On January 1st, 2011, and every day since, 10,000 baby boomers have turned 65. This trend is expected to continue for the next 18 years. According to the Urban Institute, these baby boomers have lost up to 10% of their retirement savings since the crisis of 2008. Despite the financial crisis affecting the majority of people with investments in the stock market, many seniors have been unsure how to adapt their financial plan in response to recent market changes and losses. With over 30% of U.S. investors maintaining more than 80% of their 401k investments in equities, there could be devastating impacts for seniors if another crash occurred. With over 70% of baby boomers invested in the stock market prior to 2008, even if their savings weren't substantially affected, most boomers are at least thinking about their retirement more carefully. The critical opportunity here involves education, such as an in-depth analysis of how finances have been affected and how they can be repositioned to meet client financial needs.
Now more than ever, members of the public are concerned about their retirement security. In a 2011 survey by Lake Research Partners, 88% of voters expressed concern about maintaining a comfortable standard of living in retirement, and 52% of those responders were very concerned. In October of 2009, approximately one year after the beginning of the financial crisis, 58% of affluent Americans were concerned about the economy's impact on their ability to save. Since 2009, this number has shrunk to only 49%, despite recent claims about economic improvements and stock market stabilization. The number one fear of today's baby boomer generation is their loss of independence. More and more retirees are realizing this potential threat to their retirement. Many of these people purchased life insurance at some point in their working years. Most financial decisions occurred at targeted points in a person's life: marriage, home purchase, birth of a child, retirement. As more people transition into the retirement ages, it's time for another financial conversation about whether their products still meet those needs.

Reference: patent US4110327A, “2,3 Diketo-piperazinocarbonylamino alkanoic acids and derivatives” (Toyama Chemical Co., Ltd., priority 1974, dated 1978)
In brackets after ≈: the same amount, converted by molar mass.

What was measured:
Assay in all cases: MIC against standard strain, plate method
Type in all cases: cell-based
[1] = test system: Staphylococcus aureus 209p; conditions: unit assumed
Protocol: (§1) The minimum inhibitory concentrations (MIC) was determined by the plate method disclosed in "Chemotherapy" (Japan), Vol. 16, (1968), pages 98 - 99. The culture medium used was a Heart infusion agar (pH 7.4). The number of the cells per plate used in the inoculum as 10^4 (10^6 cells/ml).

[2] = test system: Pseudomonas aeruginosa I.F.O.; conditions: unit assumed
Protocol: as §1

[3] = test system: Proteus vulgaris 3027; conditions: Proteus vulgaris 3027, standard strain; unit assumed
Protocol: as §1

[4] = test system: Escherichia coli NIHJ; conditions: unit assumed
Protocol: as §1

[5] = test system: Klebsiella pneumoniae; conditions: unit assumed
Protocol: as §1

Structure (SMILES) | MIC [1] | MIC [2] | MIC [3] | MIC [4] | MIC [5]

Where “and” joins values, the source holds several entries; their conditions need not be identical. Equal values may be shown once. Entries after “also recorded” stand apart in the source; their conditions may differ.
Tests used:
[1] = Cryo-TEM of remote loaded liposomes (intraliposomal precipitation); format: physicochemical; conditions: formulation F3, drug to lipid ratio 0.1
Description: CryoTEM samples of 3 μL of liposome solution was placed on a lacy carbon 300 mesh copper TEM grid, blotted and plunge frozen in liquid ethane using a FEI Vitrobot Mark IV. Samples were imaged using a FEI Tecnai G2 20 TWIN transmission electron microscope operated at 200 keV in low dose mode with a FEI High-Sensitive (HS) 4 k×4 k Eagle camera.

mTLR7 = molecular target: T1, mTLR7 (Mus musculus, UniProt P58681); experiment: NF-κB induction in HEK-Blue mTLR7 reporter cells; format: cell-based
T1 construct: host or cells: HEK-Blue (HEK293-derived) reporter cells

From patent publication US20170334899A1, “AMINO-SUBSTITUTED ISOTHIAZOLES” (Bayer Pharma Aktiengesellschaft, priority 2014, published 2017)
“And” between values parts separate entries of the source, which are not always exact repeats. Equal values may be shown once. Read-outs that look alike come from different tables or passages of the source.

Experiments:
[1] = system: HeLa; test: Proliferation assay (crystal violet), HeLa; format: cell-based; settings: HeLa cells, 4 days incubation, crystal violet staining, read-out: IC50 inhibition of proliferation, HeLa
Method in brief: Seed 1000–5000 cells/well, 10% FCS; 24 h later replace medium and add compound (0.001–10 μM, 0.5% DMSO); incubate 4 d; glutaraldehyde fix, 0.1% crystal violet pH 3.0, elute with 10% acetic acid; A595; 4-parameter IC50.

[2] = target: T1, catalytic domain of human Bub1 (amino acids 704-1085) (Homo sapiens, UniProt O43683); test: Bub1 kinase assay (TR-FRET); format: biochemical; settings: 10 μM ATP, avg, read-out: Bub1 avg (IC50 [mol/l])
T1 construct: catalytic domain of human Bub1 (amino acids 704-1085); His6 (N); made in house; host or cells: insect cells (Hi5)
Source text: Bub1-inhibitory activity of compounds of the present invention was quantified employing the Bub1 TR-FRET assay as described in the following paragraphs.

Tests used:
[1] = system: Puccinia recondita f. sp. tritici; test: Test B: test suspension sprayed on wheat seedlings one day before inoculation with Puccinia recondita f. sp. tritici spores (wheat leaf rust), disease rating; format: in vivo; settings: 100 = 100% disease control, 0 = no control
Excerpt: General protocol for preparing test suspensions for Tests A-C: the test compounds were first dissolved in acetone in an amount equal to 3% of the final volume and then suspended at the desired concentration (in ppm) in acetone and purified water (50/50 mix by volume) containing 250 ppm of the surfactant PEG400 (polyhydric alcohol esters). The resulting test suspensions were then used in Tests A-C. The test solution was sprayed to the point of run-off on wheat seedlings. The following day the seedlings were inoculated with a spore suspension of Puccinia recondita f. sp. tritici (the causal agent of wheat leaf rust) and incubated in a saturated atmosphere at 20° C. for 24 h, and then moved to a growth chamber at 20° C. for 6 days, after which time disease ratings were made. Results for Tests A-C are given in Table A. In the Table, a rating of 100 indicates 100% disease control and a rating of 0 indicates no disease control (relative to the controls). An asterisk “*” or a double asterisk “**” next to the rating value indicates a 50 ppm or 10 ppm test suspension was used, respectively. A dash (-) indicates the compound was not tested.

Life expectancies are rising alongside healthcare costs. Of recently surveyed seniors, 62% identified health care as their top concern and felt unsure about how to incorporate that into their retirement plans. Additionally, 61% of seniors are uncertain about the ability of their assets to match their income needs in retirement, leading to increased concern about whether they will be able to pursue the retirement lifestyle they had hoped for. In the early years of their retirement, more seniors are aware of the impact that rising healthcare costs have on them. Many are interested in obtaining cash to pay for that healthcare now.
Some seniors are working longer, too. Many feel unprepared to enter retirement based on their savings and now continue to work past age 65. When faced with the opportunity to reduce that retirement age through the sale of an unneeded life insurance policy, a life insurance settlement can provide peace of mind and a more comfortable retirement. That supplemental cash could significantly boost a nest egg. For example, a 71 years old planning to continue working another two years would likely welcome the opportunity to stop working now and use the life settlement proceeds to serve as retirement income.
Many seniors and retirees are considering cashing in their life insurance policies to provide increased financial security. In the golden years, there is less of a need for a beneficiary payout, since many people purchase and maintain coverage during their working years to protect spouses and children. It's likely that children have finished their education and left the nest, so there is less immediate concern about providing support. Seniors are now more likely to be concerned about their own well-being entering retirement given the recent turbulence in the stock market.
Older policies are seeing significant increases in the cost of insurance, making premium payments less affordable. More seniors are weighing the benefits of paying these higher premiums to maintain coverage they may no longer need. Some seniors simply choose to let the coverage lapse, eliminating premium payments, but losing the value of the policy. Open the conversation by meeting your client where they are at. Discuss how they are affected so far and what options they have for becoming more financially secure in the short and long-term. This is your opportunity to help clients understand the benefits of a Life Settlement.
Life settlements present a unique opportunity to dispose of unwanted policies and address current needs. If you are an adviser, position yourself to help assuage the concerns over lost independence. With an average offer from a life insurance settlement at 24.41% of the face amount, settlements are a highly viable option when compared with an average cash surrender value of 4.09%. Using this information to leverage your client's concerns about financial security, retirement, and increasing health care costs is an excellent opportunity to reevaluate their financial needs.